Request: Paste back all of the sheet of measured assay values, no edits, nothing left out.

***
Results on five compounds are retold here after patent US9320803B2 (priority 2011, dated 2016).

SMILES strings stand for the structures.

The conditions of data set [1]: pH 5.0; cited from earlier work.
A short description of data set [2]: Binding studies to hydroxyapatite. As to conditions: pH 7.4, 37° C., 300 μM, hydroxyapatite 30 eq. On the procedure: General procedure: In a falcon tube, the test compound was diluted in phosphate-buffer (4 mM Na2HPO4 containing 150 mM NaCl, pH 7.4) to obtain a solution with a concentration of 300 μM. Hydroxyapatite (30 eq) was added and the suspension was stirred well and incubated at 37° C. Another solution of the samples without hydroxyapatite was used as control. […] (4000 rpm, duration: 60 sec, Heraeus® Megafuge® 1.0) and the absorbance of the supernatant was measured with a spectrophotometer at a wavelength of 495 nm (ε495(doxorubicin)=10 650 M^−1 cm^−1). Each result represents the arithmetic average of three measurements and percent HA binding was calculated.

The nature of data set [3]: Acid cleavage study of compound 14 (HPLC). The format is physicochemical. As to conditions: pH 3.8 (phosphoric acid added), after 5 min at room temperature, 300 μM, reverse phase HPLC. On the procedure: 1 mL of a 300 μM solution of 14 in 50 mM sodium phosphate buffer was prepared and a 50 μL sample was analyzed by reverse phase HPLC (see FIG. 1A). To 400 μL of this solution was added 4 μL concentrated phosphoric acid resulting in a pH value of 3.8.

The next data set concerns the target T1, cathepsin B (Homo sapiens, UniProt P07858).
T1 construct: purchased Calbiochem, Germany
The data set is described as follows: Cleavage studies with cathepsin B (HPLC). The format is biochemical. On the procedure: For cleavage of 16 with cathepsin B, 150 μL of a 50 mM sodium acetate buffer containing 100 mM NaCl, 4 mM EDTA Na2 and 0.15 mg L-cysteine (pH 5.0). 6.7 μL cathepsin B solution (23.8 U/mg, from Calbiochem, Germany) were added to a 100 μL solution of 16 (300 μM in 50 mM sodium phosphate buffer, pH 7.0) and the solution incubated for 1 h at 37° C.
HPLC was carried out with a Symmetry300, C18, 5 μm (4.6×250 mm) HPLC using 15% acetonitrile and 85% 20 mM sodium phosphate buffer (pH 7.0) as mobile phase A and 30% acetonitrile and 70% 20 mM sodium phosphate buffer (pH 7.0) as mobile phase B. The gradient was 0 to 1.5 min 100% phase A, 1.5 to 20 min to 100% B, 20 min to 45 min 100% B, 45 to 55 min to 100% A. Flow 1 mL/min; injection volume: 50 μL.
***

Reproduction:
Results on five compounds are retold here after patent US9320803B2 (priority 2011, dated 2016).

SMILES strings stand for the structures.

The conditions of data set [1]: pH 5.0; cited from earlier work.
A short description of data set [2]: Binding studies to hydroxyapatite. As to conditions: pH 7.4, 37° C., 300 μM, hydroxyapatite 30 eq. On the procedure: General procedure: In a falcon tube, the test compound was diluted in phosphate-buffer (4 mM Na2HPO4 containing 150 mM NaCl, pH 7.4) to obtain a solution with a concentration of 300 μM. Hydroxyapatite (30 eq) was added and the suspension was stirred well and incubated at 37° C. Another solution of the samples without hydroxyapatite was used as control. […] (4000 rpm, duration: 60 sec, Heraeus® Megafuge® 1.0) and the absorbance of the supernatant was measured with a spectrophotometer at a wavelength of 495 nm (ε495(doxorubicin)=10 650 M^−1 cm^−1). Each result represents the arithmetic average of three measurements and percent HA binding was calculated.

The nature of data set [3]: Acid cleavage study of compound 14 (HPLC). The format is physicochemical. As to conditions: pH 3.8 (phosphoric acid added), after 5 min at room temperature, 300 μM, reverse phase HPLC. On the procedure: 1 mL of a 300 μM solution of 14 in 50 mM sodium phosphate buffer was prepared and a 50 μL sample was analyzed by reverse phase HPLC (see FIG. 1A). To 400 μL of this solution was added 4 μL concentrated phosphoric acid resulting in a pH value of 3.8.

The next data set concerns the target T1, cathepsin B (Homo sapiens, UniProt P07858).
T1 construct: purchased Calbiochem, Germany
The data set is described as follows: Cleavage studies with cathepsin B (HPLC). The format is biochemical. On the procedure: For cleavage of 16 with cathepsin B, 150 μL of a 50 mM sodium acetate buffer containing 100 mM NaCl, 4 mM EDTA Na2 and 0.15 mg L-cysteine (pH 5.0). 6.7 μL cathepsin B solution (23.8 U/mg, from Calbiochem, Germany) were added to a 100 μL solution of 16 (300 μM in 50 mM sodium phosphate buffer, pH 7.0) and the solution incubated for 1 h at 37° C.
HPLC was carried out with a Symmetry300, C18, 5 μm (4.6×250 mm) HPLC using 15% acetonitrile and 85% 20 mM sodium phosphate buffer (pH 7.0) as mobile phase A and 30% acetonitrile and 70% 20 mM sodium phosphate buffer (pH 7.0) as mobile phase B. The gradient was 0 to 1.5 min 100% phase A, 1.5 to 20 min to 100% B, 20 min to 45 min 100% B, 45 to 55 min to 100% A. Flow 1 mL/min; injection volume: 50 μL.